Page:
The fifth day, we played Connect Four! The teams were given the same color post it notes, but were assigned to play on different Connect Four boards. The students were given 10 word problems. They had to write the question number and answer on the post it notes and place them on the Connect Four boards. They were only allowed to place one post it note at a time, couldn’t move any post it notes on the board including their own after it was placed. I was going around checking answers on the post it notes. If they had the correct answer, the post it note stayed on the board. If it was incorrect, I would take the note off the board and throw it away. Teams earn points for correct answers and bonus points for having four post it notes in a row.
As a closing for each day, we do a Number Talk with the points they earned for the day and the previous day’s total. It is a great way to keep our mental math sharp and bring everyone back down to reality from the awesomeness of the games!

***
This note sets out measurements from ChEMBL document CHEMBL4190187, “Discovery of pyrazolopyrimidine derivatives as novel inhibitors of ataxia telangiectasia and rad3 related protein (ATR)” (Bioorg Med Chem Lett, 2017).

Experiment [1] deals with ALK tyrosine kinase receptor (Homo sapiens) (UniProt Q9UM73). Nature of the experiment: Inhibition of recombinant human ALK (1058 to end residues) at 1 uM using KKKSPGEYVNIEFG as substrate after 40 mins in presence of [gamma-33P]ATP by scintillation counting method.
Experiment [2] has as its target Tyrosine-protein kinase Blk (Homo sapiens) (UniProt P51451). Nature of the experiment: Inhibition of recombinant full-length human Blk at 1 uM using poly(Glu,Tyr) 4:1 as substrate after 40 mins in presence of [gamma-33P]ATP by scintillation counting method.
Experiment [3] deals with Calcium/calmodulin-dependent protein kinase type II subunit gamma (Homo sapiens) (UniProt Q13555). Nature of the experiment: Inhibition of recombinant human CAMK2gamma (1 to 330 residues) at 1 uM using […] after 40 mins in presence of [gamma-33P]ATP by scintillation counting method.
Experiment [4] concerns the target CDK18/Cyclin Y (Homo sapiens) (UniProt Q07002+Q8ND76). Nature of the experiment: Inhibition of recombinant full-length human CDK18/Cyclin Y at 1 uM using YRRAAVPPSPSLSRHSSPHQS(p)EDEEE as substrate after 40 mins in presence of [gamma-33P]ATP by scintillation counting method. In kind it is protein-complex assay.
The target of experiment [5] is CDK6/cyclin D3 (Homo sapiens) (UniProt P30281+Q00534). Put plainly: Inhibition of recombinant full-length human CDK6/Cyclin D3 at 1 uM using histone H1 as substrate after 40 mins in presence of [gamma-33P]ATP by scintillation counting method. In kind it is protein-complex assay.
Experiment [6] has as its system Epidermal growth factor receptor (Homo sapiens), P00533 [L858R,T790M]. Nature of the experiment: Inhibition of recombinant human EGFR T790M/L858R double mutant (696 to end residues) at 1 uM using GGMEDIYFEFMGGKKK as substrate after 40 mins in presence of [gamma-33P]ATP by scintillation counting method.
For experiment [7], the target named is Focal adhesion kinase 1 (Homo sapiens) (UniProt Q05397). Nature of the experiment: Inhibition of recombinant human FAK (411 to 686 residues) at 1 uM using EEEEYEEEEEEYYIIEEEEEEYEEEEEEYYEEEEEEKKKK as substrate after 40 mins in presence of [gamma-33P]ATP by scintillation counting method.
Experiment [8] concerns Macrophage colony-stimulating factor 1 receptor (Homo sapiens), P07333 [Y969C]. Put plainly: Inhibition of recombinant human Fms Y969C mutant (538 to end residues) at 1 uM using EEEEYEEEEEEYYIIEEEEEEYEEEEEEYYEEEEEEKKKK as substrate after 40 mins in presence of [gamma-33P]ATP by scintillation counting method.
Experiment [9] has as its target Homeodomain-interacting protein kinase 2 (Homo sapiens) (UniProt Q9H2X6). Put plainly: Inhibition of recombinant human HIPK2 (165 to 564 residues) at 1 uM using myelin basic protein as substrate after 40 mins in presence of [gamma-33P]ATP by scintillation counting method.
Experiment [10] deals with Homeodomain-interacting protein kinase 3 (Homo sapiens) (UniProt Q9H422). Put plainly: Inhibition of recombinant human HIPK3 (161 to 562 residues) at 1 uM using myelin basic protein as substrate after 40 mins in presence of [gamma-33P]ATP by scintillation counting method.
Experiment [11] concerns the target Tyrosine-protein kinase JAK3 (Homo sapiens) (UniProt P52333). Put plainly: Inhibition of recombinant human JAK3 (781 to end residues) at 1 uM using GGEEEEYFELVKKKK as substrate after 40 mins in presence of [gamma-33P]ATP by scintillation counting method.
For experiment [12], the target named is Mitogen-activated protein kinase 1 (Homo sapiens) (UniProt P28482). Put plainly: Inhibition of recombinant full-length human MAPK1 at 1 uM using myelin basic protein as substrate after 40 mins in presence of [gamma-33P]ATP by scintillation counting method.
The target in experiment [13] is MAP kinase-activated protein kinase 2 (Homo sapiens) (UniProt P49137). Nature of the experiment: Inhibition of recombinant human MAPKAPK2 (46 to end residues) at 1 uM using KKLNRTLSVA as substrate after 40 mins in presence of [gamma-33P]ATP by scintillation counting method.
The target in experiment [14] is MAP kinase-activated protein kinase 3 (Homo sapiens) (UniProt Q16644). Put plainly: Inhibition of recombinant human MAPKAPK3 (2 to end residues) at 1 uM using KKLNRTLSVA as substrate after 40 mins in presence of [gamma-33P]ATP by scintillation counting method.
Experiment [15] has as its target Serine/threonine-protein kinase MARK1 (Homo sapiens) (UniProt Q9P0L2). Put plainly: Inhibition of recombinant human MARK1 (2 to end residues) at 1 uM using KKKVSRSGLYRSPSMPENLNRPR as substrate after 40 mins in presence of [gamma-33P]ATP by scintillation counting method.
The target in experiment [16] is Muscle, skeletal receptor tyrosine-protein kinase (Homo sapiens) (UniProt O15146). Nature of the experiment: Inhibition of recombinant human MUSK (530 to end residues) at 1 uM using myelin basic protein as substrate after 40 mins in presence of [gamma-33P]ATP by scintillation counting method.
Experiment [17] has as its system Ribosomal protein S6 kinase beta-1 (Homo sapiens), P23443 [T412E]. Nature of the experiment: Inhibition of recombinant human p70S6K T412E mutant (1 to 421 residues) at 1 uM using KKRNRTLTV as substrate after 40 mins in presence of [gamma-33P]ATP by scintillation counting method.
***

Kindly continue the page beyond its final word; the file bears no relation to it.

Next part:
I cannot wait for the second week of games! it is going to be a BLAST!!!
My students LOVE science, so when we came back to science after several weeks of social studies they were pumped! We have done several fun and easy science activities with this standard and I wanted to share some of them … Continue reading
As a science teacher it is our jobs to teach the information, give students opportunities to explore the standards, and engage the learners in real science! This year I started my cells unit with a great video. The video has dramatic music, but I wanted to make it more dramatic, SO not only did we turn the lights off and turn the volume up, I read the words that come across the screen in my best and most serious dramatic movie introduction voice.
Then we began our unit. We talked about the standard, achievement descriptors and I gave them a few teasers on what was coming their way (Fear Factor lesson, growing mold, and medical masks). We also put our vocabulary into our journals (I still haven’t found a way to do digital interactive notebooks, but I am open to suggestions) You can grab my vocabulary packets (which also have the standard posters in them) for these two units here and here. They will be on sale until February 1st!